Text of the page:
The presenter of the podcast is the internationally recognized psychologist Dr. Robert Puff who takes a holistic therapy approach. He is a published author of 13 books, a Psychology Today blogger, a TV show host, and a corporate trainer. He has studied for decades how humans can reach their highest level of achievement.

According to Dr. Puff, happiness does not happen by chance, which means individuals can take specific action steps to create their happiness. His weekly podcasts explore being tired, needing help, and other concerns people may have. He also talks about emotions individuals struggle with like depression, anxiety, fear, or feeling overwhelmed and how to cope.   

The latest podcast discusses topics like facing fear, pursuing happiness and maintaining happiness skills, how to relax and be free, and answer three questions when you feel overwhelmed.

Best for Curious Kids: But Why Podcasts

If you have a curious kid that doesn’t stop with the “why” questions, the But Why podcasts may be a great alternative to answering those never-ending questions. It’s a show for kids and led by what kids deem interesting. The podcasts’ content is the answers to those questions young listeners are asking.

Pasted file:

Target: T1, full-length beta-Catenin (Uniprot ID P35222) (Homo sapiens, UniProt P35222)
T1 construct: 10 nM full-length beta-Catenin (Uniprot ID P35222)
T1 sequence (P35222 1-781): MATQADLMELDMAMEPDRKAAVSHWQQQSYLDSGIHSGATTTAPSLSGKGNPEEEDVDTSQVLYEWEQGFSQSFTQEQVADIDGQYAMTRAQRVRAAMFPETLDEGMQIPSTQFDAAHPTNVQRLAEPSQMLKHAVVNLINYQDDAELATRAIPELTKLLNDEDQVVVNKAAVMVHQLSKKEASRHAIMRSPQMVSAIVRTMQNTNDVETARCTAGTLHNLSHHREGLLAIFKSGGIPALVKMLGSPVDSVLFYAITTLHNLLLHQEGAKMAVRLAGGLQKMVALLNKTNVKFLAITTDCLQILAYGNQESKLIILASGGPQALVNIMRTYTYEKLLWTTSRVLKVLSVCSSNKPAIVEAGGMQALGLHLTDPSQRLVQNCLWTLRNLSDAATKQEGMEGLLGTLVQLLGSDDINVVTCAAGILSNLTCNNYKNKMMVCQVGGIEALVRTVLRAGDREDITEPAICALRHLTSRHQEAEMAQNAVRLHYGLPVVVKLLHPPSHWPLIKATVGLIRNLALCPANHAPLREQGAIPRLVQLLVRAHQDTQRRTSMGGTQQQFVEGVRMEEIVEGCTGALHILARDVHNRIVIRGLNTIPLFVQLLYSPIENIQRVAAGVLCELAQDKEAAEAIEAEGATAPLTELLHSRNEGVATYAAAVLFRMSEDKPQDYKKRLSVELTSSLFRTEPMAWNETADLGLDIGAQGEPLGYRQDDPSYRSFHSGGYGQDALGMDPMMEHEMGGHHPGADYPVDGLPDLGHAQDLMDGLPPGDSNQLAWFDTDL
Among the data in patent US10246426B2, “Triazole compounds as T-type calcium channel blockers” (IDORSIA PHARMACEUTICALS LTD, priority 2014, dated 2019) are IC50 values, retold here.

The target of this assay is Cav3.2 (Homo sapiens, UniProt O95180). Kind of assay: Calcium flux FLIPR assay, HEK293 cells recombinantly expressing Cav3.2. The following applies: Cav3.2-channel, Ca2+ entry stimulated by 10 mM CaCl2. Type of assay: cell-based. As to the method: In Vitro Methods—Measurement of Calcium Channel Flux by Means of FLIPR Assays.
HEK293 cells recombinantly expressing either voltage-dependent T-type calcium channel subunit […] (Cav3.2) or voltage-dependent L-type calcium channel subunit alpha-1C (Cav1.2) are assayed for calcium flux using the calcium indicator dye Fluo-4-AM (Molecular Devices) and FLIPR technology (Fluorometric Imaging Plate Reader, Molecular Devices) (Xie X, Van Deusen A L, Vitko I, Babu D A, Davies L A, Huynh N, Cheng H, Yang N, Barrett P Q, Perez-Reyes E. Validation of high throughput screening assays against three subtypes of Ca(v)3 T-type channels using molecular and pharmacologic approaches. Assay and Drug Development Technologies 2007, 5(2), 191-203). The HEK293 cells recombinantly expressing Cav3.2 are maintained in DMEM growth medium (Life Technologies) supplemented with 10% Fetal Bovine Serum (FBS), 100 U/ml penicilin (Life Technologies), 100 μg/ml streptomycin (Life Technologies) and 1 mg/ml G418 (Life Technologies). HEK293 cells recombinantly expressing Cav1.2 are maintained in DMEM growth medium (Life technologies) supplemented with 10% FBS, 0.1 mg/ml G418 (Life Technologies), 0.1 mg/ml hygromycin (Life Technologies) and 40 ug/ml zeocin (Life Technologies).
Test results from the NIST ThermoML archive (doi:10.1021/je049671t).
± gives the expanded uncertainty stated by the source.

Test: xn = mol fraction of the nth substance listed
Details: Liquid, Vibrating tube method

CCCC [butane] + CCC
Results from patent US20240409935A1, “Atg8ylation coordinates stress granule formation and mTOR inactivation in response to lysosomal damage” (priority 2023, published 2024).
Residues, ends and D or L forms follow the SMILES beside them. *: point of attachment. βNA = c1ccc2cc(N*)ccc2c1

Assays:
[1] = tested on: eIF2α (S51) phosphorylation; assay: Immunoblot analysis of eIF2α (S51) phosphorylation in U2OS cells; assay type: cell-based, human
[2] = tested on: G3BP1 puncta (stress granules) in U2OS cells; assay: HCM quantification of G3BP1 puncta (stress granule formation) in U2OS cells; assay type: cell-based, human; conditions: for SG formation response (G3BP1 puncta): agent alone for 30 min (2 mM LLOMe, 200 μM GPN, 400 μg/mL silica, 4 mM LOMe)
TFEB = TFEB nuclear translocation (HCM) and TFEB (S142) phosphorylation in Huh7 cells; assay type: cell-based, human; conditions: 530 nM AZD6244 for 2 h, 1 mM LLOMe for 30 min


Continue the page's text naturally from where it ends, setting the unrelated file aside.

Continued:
Instead of being bombarded by why, why, why, record your child’s question using an audio app or your smartphone’s memo function. Then email the recording with your child’s name, age, and town to questions@butwhykids.org.

Hosted by Jane Lindholm, the But Why bi-weekly podcasts answer these noteworthy questions. They group the topic-related questions and tackle any appropriate subject matter about nature, words, and the world. Kids have the knack to ask a simple question that requires an intricate answer; the podcasts use experts to explain these problematic answers in easy-to-understand ways.

The latest podcasts teach kids about the corona virus and the science of soap. Other topics curious kids asked about was impeachment; do animals get married; why lions roar; why some words are wrong; and why ice is slippery.  

Best for Space and Science: StarTalk Podcast

StarTalk Radio is one of the best podcasts for learning about space and science in a fun way. Your host is the famous astrophysicist Neil deGrasse Tyson who is also the director of the Hayden Planetarium at the American Museum of Natural History in New York City. His co-host is the comic Chuck Nice to lighten up complicated issues. They have a winning combination of combining science, pop culture, and comedy, which makes the topics digestible to everyone interested, even novices.

Some of the recent podcasts are Rise of the Robots with robot ethicists Kate Darling and Star Wars actor Anthony Daniels where they talk about the difference between robots and androids. Until the End of Time with theoretical physicist and author Brian Greene, they answer questions about interstellar travel, the meaning of life, and the fabric of spacetime.

A surprise for sports fans! Some podcasts episodes discuss sports topics. In the interview with MLB legend Carlos Beltran, for example, they chat about his first experiences, his phenomenal career, and about life after baseball.